Alexandra Petri: I, Nancy Pelosi, wish someone would do something about Trump

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“I pray for the president of the United States. I wish that his family or his administration and staff would have an intervention for the good of the country.”

— House Speaker Nancy Pelosi

Something in our president is deeply broken. It pains me to look on, helpless, as he flails and burbles in the Oval Office. To watch him chewing listlessly on the Fabergé egg of this republic, throwing cherished norms to the ground just to hear the noise they make when they shatter — oh, it is agony to behold, and I, Nancy Pelosi, wish someone could exercise some oversight over him.

I am praying that maybe somebody, perhaps constitutionally empowered to wield equal power as a branch of government, might take some action, or even start the process of inquiring into taking some kind of action, to restrain his excesses. If only our system were set up in that way, and there were such a body, and the leaders of that body were not insensible to the wishes of me. Alas!

There is a word starting with “I” that I wish people would move forward on. That word is “infrastructure.” And as long as President Trump is not checked by any other branch of government, it looks as though we won’t be able to. Which is a shame.

I feel powerless as I, the speaker of the House of Representatives, look on and see this dreadful man carrying on in this way. I don’t think anyone could feel anything but helpless, looking at the things this man is doing. Did you see how he threw a news conference in the Rose Garden to insist that he was very stable and very smart and did not throw a tantrum? And then a day later he kept demanding that people who had not even been in the room insist that he had not had a tantrum. This is alarming! I am alarmed! And why is he so creepy and secretive about his finances? Are his tax returns wrapped around a human corpse? What is going on? What is happening?

Maybe his family could do something? They have, historically, succeeded at tempering his outbursts. Or am I thinking of the laws of New York State? Or am I thinking of — neither? Something, surely, must have been able to contain him. Surely his party cares about the kind of impression he is leaving on the world. Surely Republicans will rise to the occasion, like a very slow cake. Surely someone out there in a position of power could do something about this.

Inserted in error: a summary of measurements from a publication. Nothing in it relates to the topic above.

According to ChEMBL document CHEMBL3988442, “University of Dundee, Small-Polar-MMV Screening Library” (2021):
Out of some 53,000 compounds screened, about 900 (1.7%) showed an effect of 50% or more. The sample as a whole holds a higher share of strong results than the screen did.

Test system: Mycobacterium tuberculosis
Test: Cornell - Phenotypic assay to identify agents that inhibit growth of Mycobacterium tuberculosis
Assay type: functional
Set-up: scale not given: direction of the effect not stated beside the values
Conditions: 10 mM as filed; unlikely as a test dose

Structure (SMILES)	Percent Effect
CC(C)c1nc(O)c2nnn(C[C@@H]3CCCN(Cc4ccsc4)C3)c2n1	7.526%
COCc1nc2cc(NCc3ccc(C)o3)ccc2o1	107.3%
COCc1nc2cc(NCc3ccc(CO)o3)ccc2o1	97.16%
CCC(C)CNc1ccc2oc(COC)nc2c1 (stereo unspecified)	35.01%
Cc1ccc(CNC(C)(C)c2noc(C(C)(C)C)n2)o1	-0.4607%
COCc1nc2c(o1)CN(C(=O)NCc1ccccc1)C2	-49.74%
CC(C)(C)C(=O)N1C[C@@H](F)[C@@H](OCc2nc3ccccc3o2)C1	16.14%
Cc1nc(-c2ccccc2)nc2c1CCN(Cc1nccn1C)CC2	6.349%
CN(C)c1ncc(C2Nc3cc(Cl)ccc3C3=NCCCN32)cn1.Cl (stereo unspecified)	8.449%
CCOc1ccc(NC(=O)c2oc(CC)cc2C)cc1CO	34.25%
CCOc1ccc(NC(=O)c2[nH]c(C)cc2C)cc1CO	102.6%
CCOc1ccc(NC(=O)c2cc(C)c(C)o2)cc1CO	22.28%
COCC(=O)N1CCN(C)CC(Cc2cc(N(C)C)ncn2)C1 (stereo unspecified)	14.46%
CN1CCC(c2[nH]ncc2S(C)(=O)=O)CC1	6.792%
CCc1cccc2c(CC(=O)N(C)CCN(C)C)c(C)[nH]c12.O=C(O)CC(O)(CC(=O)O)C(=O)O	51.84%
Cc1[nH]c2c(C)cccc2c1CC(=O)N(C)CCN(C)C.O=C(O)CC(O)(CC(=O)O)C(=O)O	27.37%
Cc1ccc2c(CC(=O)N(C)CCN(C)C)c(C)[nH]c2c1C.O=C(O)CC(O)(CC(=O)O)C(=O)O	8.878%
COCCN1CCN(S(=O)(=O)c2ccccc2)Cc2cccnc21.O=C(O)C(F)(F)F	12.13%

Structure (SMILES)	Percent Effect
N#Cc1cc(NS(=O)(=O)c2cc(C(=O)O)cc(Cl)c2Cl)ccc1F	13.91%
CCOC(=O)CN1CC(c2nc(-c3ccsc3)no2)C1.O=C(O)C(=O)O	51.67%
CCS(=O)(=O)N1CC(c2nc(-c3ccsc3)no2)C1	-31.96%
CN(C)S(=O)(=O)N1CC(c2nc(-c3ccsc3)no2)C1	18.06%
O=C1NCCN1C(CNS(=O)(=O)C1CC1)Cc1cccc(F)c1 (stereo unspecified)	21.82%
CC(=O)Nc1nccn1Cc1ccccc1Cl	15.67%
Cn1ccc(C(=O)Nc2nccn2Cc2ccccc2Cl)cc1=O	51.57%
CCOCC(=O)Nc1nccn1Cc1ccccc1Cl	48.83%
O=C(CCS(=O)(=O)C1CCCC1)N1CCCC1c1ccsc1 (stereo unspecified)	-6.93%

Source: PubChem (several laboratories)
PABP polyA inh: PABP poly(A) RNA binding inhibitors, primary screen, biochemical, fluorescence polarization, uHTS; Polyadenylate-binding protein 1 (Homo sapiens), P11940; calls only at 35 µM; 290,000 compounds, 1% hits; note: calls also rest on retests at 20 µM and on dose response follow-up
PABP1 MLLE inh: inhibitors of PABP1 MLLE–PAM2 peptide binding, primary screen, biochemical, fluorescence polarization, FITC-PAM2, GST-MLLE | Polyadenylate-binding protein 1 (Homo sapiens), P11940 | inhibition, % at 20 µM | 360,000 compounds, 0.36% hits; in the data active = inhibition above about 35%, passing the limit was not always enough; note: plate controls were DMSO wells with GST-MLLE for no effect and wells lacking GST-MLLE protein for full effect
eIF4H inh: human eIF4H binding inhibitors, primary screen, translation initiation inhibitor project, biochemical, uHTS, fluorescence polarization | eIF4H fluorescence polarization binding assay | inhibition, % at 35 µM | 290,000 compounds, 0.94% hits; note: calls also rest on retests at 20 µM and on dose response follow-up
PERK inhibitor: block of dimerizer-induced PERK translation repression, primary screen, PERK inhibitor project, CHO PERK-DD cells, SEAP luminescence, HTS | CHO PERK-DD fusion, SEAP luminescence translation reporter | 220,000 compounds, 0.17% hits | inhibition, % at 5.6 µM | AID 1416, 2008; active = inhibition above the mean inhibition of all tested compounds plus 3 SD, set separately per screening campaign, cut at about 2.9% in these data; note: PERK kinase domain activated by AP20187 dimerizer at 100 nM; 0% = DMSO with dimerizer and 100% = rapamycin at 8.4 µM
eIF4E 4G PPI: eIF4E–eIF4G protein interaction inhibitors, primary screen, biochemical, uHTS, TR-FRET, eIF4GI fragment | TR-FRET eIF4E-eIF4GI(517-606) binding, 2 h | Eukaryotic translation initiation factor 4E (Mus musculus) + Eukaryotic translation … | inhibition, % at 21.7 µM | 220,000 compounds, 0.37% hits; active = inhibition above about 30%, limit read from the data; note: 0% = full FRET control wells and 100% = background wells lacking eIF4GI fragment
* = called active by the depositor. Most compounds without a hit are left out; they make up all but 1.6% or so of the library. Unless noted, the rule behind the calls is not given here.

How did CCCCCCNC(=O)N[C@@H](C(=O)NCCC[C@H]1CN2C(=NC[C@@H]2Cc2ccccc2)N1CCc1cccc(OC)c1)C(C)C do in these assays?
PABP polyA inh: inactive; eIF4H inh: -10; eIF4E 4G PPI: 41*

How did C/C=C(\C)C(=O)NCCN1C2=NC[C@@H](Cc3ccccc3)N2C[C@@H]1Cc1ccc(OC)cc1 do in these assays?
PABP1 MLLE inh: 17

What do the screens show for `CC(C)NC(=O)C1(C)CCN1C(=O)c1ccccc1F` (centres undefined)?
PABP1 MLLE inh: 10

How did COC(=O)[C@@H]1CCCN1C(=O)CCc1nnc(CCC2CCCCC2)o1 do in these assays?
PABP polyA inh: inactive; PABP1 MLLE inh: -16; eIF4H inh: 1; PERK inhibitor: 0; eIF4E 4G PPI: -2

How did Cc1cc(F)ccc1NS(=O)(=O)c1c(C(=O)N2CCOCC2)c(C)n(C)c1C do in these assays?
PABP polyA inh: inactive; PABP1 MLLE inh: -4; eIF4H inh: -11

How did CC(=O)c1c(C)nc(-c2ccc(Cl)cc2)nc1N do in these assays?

I will do the only thing that I, a legislator, indeed the speaker of the House, who could really move things onto the floor if such were my wish, am empowered to do at such times: Send my prayers. Prayers are the most powerful thing you can send. That is why we legislators send them so often after shootings, in lieu of legislation.

If someone could check him and force him to comply with congressional inquiries, that would be incredible. If only that power existed! Sure, it might be “divisive.” If you remove a drunk man from behind the wheel of a school bus, it is divisive — the schoolchildren are happy, but on the other hand, the man will be upset. But I am not sure why we are worried about upsetting him. Why would “divisive” be the standard we are holding ourselves to? Any act of political courage that has ever happened, ever, has been divisive, including but not limited to the Declaration of Independence and the 13th, 14th and 15th amendments. And, of course, whatever they did to Andrew Johnson. There’s a word. It’s on the tip of my tongue.

If only there were someone who could put a check on this man, constitutionally.

I, personally, wish that I could do something about this iniquitous scamp — maybe even something that starts with I. I could send an illustration, or perform an illusion, or give him an illuminated manuscript with a fisherman staring out of the first letter making a disapproving face. Gosh, something.

Something in this man is deeply broken, and I am doing all I can. I just wish I could do more.

Alexandra Petri | The Washington Post

Alexandra Petri is a Washington Post columnist offering a lighter take on the news and opinions of the day. She is the author of “A Field Guide to Awkward Silences.”



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